Much of the news in international trade lately has been about the Trans-Pacific Partnership (TPP), a free trade negotiation of the United States with 28 Asian countries. Less attention has been given to the Trans-Atlantic Trade and Investment Partnership (or TTIP), a parallel agreement with the 28 members of the European Union.
TPP is important, but TTIP merits equal billing. Despite a lackluster recovery from the Great Recession, Europe’s GDP, per capita income, personal consumption, exports, imports, and inward and outward foreign investment all exceed TPP levels in TPP economies. This is mirrored in the Bay Area: Europe in the largest foreign investor in the region, and there are more business affiliates here from Europe than from Asia—including China, which is not a TPP party. Bay Area businesses also have a larger presence in Europe than in Asia. Trade took a hit in the last recession, but could surge again if TTIP is successful.
What would TTIP do? Like other large trade agreements it would reduce tariffs, but it’s more innovative focus is on regulation. The US and Europe both have high regulatory standards, and while their approaches may vary, they tend to be comparable and achieve similar results. Today, companies on both sides of the Atlantic need to undergo compliance procedures twice, at considerable expense. For example, regulations governing the design of an auto bumper or steering wheel may differ in their details but produce equivalent levels of safety. But what if those standards were harmonized, or what if both sides simply recognized the standards and procedures of the other? Enormous resources saved, and costs wrung out of the trading system.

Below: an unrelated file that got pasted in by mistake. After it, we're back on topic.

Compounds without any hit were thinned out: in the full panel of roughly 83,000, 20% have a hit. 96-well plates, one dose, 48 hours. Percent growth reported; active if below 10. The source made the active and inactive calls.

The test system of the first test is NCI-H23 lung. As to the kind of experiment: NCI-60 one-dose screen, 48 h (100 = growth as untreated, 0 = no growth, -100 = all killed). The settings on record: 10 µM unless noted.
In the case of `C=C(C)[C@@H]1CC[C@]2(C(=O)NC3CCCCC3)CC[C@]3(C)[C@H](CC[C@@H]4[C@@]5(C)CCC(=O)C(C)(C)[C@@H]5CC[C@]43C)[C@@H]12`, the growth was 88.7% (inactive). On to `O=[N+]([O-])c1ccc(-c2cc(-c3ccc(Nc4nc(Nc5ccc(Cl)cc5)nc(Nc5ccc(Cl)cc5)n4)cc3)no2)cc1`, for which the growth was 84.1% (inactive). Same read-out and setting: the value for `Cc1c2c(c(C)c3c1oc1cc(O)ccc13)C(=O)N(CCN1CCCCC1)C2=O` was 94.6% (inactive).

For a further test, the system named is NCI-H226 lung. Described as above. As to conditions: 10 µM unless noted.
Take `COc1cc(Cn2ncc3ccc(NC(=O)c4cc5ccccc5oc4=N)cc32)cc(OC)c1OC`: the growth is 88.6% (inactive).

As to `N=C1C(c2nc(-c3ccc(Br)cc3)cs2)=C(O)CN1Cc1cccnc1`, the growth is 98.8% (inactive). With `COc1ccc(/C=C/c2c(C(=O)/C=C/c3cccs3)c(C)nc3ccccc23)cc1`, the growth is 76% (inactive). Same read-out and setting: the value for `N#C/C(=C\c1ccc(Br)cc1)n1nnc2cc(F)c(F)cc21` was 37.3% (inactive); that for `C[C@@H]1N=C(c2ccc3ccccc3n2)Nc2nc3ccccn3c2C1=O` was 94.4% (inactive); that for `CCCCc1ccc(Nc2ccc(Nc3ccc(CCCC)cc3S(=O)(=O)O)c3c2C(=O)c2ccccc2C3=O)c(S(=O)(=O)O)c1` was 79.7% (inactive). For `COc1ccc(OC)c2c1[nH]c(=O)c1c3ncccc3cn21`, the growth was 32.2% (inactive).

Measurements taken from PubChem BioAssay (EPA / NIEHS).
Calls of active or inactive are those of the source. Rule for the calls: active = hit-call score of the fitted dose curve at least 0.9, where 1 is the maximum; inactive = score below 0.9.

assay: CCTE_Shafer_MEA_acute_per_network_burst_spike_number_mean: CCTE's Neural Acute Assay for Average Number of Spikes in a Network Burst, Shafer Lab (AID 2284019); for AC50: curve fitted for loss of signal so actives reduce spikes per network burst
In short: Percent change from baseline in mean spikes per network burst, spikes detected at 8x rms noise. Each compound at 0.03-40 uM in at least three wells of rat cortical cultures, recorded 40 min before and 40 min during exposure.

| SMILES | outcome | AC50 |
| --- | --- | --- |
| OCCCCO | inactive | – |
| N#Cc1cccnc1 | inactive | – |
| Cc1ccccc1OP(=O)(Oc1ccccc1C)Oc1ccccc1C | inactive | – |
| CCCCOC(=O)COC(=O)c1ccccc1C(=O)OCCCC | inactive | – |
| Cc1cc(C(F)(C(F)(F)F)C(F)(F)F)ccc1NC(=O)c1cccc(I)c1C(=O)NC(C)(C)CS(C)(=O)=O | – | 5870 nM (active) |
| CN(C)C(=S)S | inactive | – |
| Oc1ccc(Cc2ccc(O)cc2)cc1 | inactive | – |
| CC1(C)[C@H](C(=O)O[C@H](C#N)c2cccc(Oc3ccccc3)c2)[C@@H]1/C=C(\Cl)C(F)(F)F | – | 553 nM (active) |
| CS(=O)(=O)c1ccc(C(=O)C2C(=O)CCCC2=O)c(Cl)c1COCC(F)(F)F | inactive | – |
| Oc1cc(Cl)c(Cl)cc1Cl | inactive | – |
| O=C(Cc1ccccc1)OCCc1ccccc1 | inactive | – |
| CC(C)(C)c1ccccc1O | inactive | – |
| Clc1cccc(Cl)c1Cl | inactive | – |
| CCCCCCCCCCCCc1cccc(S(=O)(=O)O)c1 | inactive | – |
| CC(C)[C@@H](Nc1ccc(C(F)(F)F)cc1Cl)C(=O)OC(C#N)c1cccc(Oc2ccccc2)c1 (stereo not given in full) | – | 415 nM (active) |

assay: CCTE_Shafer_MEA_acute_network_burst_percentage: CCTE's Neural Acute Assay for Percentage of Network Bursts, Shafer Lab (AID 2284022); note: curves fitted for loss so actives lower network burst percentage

There’s another plus—because Europe’s environmental and labor standards are similar or even higher than ours, TTIP should be an easier sell in Congress than TPP.
A recent report by the Atlantic Council and the Bertelsmann Foundation estimates that the resulting growth in trade—particularly for small and medium sized businesses—could generate 75,000 new jobs in California alone. There’s also a strategic dimension to the talks. As democracies with advanced market economies, the US and Europe share common values. Russia, which doesn’t want to see strong US relations with Europe, is pouring money into Europe to support groups opposed to TTIP. In today’s geopolitical environment, TTIP has political as well as economic dimensions.
A final agreement may not be sent to Congress until after the next election. But it’s not too early to focus on TTIP and the progress of the talks. Like all trade agreements, it will be intensely debated and businesses and others in the region should be engaged. The fact that TTIP and TPP are in active play, both with enormous consequences for the region and the state, should remind us that our economic chips are stacked in Europe as well as Asia.